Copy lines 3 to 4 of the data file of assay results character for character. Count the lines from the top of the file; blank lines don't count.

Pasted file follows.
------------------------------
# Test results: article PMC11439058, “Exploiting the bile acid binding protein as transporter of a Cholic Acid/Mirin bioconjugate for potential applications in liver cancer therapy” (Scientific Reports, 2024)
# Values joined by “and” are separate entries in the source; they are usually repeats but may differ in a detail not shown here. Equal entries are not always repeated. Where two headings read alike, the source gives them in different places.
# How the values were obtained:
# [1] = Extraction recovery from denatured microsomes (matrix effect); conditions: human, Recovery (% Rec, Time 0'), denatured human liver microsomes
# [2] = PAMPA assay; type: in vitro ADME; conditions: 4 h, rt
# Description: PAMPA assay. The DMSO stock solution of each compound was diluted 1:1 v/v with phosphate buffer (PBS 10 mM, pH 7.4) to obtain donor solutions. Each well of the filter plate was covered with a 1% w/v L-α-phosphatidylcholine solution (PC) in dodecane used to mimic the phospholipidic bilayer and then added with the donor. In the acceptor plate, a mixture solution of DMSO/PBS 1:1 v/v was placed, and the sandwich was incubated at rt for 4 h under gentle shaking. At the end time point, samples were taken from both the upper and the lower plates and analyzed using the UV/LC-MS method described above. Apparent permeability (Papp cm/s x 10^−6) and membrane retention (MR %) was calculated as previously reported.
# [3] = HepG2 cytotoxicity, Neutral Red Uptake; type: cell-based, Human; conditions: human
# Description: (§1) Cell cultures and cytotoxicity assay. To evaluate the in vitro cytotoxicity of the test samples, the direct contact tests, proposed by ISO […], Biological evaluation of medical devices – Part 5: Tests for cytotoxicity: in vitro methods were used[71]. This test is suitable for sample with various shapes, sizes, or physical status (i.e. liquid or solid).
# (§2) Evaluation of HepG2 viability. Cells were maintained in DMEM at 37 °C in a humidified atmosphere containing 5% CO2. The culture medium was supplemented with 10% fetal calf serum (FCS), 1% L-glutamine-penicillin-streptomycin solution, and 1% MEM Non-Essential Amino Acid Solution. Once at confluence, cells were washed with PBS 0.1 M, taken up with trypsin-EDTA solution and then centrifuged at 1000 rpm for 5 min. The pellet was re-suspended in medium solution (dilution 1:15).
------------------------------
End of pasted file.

# How the values were obtained:
# [1] = Extraction recovery from denatured microsomes (matrix effect); conditions: human, Recovery (% Rec, Time 0'), denatured human liver microsomes